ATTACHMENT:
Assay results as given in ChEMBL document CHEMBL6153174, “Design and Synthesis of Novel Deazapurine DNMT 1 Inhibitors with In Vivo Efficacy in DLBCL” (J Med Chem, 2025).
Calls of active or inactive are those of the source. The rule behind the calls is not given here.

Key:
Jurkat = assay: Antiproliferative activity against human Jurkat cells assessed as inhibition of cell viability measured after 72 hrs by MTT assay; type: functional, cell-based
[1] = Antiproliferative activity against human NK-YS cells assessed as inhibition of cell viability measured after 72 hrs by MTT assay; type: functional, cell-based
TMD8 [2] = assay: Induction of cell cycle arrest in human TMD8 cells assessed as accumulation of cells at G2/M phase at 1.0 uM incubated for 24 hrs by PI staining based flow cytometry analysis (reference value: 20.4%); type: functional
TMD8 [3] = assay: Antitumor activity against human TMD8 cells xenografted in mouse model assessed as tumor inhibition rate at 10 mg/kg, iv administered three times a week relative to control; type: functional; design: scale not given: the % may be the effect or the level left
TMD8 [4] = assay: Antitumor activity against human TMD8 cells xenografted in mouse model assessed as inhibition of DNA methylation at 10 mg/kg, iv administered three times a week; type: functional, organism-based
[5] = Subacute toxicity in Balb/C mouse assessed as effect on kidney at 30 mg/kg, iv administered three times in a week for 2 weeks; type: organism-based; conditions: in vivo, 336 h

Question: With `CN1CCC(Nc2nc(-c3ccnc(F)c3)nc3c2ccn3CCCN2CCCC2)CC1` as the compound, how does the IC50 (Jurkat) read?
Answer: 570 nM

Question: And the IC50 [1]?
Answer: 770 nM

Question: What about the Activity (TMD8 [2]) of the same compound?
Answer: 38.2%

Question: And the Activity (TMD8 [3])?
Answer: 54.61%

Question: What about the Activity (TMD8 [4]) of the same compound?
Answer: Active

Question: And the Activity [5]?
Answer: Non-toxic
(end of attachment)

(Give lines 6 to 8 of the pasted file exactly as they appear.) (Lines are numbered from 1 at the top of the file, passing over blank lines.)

TMD8 [2] = assay: Induction of cell cycle arrest in human TMD8 cells assessed as accumulation of cells at G2/M phase at 1.0 uM incubated for 24 hrs by PI staining based flow cytometry analysis (reference value: 20.4%); type: functional
TMD8 [3] = assay: Antitumor activity against human TMD8 cells xenografted in mouse model assessed as tumor inhibition rate at 10 mg/kg, iv administered three times a week relative to control; type: functional; design: scale not given: the % may be the effect or the level left
TMD8 [4] = assay: Antitumor activity against human TMD8 cells xenografted in mouse model assessed as inhibition of DNA methylation at 10 mg/kg, iv administered three times a week; type: functional, organism-based